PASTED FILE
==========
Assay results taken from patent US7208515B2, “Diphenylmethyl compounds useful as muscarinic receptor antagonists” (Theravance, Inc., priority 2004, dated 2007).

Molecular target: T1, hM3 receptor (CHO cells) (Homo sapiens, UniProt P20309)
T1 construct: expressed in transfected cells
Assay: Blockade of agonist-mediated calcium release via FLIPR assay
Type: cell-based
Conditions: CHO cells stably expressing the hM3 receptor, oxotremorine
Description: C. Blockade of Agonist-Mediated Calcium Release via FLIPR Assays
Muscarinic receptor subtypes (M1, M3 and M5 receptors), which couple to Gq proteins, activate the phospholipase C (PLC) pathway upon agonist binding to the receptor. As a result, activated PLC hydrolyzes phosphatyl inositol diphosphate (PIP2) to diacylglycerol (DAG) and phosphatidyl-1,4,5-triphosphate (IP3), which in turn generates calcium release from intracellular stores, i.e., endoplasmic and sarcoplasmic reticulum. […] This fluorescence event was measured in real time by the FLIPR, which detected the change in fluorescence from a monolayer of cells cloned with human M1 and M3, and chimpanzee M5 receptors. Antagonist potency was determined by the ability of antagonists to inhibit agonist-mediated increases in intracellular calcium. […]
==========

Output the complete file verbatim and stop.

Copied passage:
Assay results taken from patent US7208515B2, “Diphenylmethyl compounds useful as muscarinic receptor antagonists” (Theravance, Inc., priority 2004, dated 2007).

Molecular target: T1, hM3 receptor (CHO cells) (Homo sapiens, UniProt P20309)
T1 construct: expressed in transfected cells
Assay: Blockade of agonist-mediated calcium release via FLIPR assay
Type: cell-based
Conditions: CHO cells stably expressing the hM3 receptor, oxotremorine
Description: C. Blockade of Agonist-Mediated Calcium Release via FLIPR Assays
Muscarinic receptor subtypes (M1, M3 and M5 receptors), which couple to Gq proteins, activate the phospholipase C (PLC) pathway upon agonist binding to the receptor. As a result, activated PLC hydrolyzes phosphatyl inositol diphosphate (PIP2) to diacylglycerol (DAG) and phosphatidyl-1,4,5-triphosphate (IP3), which in turn generates calcium release from intracellular stores, i.e., endoplasmic and sarcoplasmic reticulum. […] This fluorescence event was measured in real time by the FLIPR, which detected the change in fluorescence from a monolayer of cells cloned with human M1 and M3, and chimpanzee M5 receptors. Antagonist potency was determined by the ability of antagonists to inhibit agonist-mediated increases in intracellular calcium. […]